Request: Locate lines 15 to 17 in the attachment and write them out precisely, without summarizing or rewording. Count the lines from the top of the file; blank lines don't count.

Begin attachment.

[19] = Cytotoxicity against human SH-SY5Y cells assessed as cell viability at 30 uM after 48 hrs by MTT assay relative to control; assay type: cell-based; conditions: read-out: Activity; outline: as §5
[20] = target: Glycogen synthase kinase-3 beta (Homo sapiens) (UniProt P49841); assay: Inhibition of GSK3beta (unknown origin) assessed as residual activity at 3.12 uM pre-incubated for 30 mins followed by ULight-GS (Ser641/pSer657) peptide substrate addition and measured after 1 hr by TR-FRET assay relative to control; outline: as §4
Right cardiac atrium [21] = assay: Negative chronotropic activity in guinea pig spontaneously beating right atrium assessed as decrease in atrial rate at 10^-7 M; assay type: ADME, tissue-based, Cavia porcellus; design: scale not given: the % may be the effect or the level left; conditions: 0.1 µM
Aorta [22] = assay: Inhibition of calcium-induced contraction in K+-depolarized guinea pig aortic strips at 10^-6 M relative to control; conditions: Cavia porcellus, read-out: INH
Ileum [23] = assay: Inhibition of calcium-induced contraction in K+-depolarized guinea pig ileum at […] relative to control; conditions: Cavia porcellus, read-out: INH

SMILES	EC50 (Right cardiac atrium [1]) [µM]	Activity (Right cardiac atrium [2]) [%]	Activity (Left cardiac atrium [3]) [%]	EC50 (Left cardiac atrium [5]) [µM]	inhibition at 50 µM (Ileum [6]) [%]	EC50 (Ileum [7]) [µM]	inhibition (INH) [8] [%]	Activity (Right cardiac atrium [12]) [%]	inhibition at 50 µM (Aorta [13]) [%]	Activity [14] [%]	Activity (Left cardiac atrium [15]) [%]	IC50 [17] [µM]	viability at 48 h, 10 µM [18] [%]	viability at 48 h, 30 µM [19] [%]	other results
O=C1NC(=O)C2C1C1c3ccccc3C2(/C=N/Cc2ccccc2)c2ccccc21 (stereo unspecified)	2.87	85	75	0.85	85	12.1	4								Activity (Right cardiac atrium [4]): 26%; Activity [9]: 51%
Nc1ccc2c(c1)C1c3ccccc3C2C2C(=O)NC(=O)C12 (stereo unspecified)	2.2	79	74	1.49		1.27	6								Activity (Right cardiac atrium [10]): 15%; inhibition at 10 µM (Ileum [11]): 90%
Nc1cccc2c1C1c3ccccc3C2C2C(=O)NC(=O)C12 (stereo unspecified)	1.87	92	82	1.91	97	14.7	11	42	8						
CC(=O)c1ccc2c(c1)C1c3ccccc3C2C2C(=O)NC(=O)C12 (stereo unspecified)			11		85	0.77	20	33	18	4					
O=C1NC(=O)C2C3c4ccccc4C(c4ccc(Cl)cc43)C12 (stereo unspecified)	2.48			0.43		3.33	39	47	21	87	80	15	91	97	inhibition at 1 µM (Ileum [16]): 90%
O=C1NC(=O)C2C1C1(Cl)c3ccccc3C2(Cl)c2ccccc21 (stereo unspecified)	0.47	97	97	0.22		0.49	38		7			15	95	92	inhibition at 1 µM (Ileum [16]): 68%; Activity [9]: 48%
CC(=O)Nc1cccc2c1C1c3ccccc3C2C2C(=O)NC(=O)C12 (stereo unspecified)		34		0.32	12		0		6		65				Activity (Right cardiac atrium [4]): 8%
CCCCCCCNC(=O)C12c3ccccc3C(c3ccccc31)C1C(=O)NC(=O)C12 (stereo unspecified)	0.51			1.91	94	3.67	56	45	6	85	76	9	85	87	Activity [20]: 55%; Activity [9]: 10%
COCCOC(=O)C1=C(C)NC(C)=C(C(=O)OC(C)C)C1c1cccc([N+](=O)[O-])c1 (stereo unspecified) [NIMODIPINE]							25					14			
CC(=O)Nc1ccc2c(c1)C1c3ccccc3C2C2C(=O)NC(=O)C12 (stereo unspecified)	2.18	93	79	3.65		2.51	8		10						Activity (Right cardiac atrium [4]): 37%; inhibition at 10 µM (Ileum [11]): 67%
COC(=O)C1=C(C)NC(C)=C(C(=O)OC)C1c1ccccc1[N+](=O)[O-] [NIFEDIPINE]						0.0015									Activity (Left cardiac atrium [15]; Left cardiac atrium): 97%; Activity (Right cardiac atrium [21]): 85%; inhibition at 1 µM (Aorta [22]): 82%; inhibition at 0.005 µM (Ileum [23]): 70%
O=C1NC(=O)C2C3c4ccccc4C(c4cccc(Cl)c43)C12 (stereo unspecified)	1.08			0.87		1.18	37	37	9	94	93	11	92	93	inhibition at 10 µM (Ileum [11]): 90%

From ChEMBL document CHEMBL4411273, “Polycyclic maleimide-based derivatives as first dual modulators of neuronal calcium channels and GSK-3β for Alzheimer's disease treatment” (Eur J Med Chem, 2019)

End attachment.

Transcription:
COCCOC(=O)C1=C(C)NC(C)=C(C(=O)OC(C)C)C1c1cccc([N+](=O)[O-])c1 (stereo unspecified) [NIMODIPINE]							25					14			
CC(=O)Nc1ccc2c(c1)C1c3ccccc3C2C2C(=O)NC(=O)C12 (stereo unspecified)	2.18	93	79	3.65		2.51	8		10						Activity (Right cardiac atrium [4]): 37%; inhibition at 10 µM (Ileum [11]): 67%
COC(=O)C1=C(C)NC(C)=C(C(=O)OC)C1c1ccccc1[N+](=O)[O-] [NIFEDIPINE]						0.0015									Activity (Left cardiac atrium [15]; Left cardiac atrium): 97%; Activity (Right cardiac atrium [21]): 85%; inhibition at 1 µM (Aorta [22]): 82%; inhibition at 0.005 µM (Ileum [23]): 70%